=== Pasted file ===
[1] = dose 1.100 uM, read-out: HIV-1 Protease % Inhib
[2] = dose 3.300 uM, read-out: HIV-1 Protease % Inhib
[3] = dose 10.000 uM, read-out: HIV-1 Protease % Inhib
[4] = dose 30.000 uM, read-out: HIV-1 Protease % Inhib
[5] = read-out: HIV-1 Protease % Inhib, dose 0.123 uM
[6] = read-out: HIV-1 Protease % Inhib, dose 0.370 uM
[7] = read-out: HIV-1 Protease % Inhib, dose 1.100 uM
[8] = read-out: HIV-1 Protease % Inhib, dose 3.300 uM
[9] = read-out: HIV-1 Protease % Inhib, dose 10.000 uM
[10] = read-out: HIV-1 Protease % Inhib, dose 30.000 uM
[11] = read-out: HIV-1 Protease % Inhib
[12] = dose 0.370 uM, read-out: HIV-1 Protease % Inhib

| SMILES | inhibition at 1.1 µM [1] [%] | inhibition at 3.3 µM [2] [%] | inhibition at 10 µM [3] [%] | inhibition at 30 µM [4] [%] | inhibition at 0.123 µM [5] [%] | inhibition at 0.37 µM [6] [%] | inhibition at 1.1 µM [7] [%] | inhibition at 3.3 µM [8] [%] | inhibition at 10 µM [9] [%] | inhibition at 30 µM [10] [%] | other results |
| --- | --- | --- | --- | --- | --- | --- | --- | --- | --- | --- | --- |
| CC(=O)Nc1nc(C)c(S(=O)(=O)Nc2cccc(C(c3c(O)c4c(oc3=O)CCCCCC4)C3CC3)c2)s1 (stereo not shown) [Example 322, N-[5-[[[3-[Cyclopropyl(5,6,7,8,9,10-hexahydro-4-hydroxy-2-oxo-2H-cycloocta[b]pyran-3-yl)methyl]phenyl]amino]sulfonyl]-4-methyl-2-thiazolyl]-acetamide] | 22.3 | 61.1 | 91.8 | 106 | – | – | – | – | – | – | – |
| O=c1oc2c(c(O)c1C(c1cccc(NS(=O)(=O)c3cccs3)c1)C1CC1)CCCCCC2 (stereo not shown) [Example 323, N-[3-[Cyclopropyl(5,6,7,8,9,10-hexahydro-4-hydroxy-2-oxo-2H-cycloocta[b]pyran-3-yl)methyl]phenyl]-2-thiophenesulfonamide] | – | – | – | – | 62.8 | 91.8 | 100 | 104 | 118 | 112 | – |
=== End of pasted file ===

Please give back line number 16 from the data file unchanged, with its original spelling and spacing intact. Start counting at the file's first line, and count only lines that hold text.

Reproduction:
| O=c1oc2c(c(O)c1C(c1cccc(NS(=O)(=O)c3cccs3)c1)C1CC1)CCCCCC2 (stereo not shown) [Example 323, N-[3-[Cyclopropyl(5,6,7,8,9,10-hexahydro-4-hydroxy-2-oxo-2H-cycloocta[b]pyran-3-yl)methyl]phenyl]-2-thiophenesulfonamide] | – | – | – | – | 62.8 | 91.8 | 100 | 104 | 118 | 112 | – |